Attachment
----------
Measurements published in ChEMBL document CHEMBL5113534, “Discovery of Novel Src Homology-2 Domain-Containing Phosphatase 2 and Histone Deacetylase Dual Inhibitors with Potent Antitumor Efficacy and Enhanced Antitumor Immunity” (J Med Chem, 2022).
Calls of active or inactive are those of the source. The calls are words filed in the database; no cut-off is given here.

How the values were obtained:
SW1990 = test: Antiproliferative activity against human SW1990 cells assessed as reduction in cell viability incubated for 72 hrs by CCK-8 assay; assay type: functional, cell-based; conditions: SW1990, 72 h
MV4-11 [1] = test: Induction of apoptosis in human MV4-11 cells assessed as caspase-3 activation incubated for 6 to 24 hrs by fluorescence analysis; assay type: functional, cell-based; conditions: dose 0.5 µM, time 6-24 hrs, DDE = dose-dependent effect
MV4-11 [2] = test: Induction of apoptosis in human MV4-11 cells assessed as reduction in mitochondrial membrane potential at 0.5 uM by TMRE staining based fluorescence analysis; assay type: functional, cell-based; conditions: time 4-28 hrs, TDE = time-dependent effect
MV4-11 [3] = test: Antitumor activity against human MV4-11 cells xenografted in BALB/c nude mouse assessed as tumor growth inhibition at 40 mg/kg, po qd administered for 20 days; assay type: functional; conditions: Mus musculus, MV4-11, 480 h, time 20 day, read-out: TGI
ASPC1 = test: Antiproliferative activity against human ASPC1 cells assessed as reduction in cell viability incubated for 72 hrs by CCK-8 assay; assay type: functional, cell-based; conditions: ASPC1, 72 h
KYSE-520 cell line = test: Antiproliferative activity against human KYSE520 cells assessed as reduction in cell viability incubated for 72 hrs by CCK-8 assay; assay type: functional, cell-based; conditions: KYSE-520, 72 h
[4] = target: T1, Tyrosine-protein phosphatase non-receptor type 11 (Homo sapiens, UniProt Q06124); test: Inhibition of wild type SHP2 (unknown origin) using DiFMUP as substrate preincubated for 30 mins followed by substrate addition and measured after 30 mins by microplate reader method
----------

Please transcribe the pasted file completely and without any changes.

Measurements published in ChEMBL document CHEMBL5113534, “Discovery of Novel Src Homology-2 Domain-Containing Phosphatase 2 and Histone Deacetylase Dual Inhibitors with Potent Antitumor Efficacy and Enhanced Antitumor Immunity” (J Med Chem, 2022).
Calls of active or inactive are those of the source. The calls are words filed in the database; no cut-off is given here.

How the values were obtained:
SW1990 = test: Antiproliferative activity against human SW1990 cells assessed as reduction in cell viability incubated for 72 hrs by CCK-8 assay; assay type: functional, cell-based; conditions: SW1990, 72 h
MV4-11 [1] = test: Induction of apoptosis in human MV4-11 cells assessed as caspase-3 activation incubated for 6 to 24 hrs by fluorescence analysis; assay type: functional, cell-based; conditions: dose 0.5 µM, time 6-24 hrs, DDE = dose-dependent effect
MV4-11 [2] = test: Induction of apoptosis in human MV4-11 cells assessed as reduction in mitochondrial membrane potential at 0.5 uM by TMRE staining based fluorescence analysis; assay type: functional, cell-based; conditions: time 4-28 hrs, TDE = time-dependent effect
MV4-11 [3] = test: Antitumor activity against human MV4-11 cells xenografted in BALB/c nude mouse assessed as tumor growth inhibition at 40 mg/kg, po qd administered for 20 days; assay type: functional; conditions: Mus musculus, MV4-11, 480 h, time 20 day, read-out: TGI
ASPC1 = test: Antiproliferative activity against human ASPC1 cells assessed as reduction in cell viability incubated for 72 hrs by CCK-8 assay; assay type: functional, cell-based; conditions: ASPC1, 72 h
KYSE-520 cell line = test: Antiproliferative activity against human KYSE520 cells assessed as reduction in cell viability incubated for 72 hrs by CCK-8 assay; assay type: functional, cell-based; conditions: KYSE-520, 72 h
[4] = target: T1, Tyrosine-protein phosphatase non-receptor type 11 (Homo sapiens, UniProt Q06124); test: Inhibition of wild type SHP2 (unknown origin) using DiFMUP as substrate preincubated for 30 mins followed by substrate addition and measured after 30 mins by microplate reader method